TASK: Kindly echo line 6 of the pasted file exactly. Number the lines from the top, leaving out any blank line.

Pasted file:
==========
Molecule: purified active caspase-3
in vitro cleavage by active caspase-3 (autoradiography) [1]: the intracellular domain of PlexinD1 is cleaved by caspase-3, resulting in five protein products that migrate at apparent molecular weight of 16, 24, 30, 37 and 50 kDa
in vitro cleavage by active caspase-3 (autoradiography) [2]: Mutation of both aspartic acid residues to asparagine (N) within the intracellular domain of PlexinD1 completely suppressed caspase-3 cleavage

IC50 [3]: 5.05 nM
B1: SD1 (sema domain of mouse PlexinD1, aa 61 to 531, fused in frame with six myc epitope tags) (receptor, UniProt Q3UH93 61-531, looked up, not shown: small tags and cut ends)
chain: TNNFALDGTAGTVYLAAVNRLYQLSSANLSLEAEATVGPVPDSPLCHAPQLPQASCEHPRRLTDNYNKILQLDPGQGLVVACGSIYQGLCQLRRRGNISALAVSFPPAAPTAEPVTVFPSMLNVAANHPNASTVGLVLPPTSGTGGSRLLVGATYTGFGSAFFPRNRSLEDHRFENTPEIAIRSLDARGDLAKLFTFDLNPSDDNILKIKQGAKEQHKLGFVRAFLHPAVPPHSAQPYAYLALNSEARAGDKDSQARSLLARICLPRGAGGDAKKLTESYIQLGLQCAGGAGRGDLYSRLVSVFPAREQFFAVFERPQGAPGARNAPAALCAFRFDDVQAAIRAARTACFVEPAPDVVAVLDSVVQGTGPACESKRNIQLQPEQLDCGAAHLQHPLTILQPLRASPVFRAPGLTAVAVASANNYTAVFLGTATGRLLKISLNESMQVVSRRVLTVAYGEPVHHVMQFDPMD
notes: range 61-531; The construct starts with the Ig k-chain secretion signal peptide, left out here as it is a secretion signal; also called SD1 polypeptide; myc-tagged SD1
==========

chain: TNNFALDGTAGTVYLAAVNRLYQLSSANLSLEAEATVGPVPDSPLCHAPQLPQASCEHPRRLTDNYNKILQLDPGQGLVVACGSIYQGLCQLRRRGNISALAVSFPPAAPTAEPVTVFPSMLNVAANHPNASTVGLVLPPTSGTGGSRLLVGATYTGFGSAFFPRNRSLEDHRFENTPEIAIRSLDARGDLAKLFTFDLNPSDDNILKIKQGAKEQHKLGFVRAFLHPAVPPHSAQPYAYLALNSEARAGDKDSQARSLLARICLPRGAGGDAKKLTESYIQLGLQCAGGAGRGDLYSRLVSVFPAREQFFAVFERPQGAPGARNAPAALCAFRFDDVQAAIRAARTACFVEPAPDVVAVLDSVVQGTGPACESKRNIQLQPEQLDCGAAHLQHPLTILQPLRASPVFRAPGLTAVAVASANNYTAVFLGTATGRLLKISLNESMQVVSRRVLTVAYGEPVHHVMQFDPMD